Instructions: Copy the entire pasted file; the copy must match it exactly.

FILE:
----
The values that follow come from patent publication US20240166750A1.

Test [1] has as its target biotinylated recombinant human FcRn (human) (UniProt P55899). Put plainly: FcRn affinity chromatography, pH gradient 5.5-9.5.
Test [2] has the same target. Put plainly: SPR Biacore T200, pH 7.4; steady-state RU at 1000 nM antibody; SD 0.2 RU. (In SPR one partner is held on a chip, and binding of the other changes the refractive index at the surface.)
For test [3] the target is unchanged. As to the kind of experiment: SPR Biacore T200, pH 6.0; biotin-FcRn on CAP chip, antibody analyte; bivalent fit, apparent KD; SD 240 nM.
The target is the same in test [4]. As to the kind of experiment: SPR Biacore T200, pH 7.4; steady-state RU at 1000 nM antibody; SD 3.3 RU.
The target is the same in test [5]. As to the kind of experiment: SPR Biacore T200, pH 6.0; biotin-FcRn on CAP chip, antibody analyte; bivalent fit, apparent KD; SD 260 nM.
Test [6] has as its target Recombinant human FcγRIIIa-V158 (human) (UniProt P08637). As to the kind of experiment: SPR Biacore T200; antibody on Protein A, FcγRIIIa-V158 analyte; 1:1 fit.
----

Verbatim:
The values that follow come from patent publication US20240166750A1.

Test [1] has as its target biotinylated recombinant human FcRn (human) (UniProt P55899). Put plainly: FcRn affinity chromatography, pH gradient 5.5-9.5.
Test [2] has the same target. Put plainly: SPR Biacore T200, pH 7.4; steady-state RU at 1000 nM antibody; SD 0.2 RU. (In SPR one partner is held on a chip, and binding of the other changes the refractive index at the surface.)
For test [3] the target is unchanged. As to the kind of experiment: SPR Biacore T200, pH 6.0; biotin-FcRn on CAP chip, antibody analyte; bivalent fit, apparent KD; SD 240 nM.
The target is the same in test [4]. As to the kind of experiment: SPR Biacore T200, pH 7.4; steady-state RU at 1000 nM antibody; SD 3.3 RU.
The target is the same in test [5]. As to the kind of experiment: SPR Biacore T200, pH 6.0; biotin-FcRn on CAP chip, antibody analyte; bivalent fit, apparent KD; SD 260 nM.
Test [6] has as its target Recombinant human FcγRIIIa-V158 (human) (UniProt P08637). As to the kind of experiment: SPR Biacore T200; antibody on Protein A, FcγRIIIa-V158 analyte; 1:1 fit.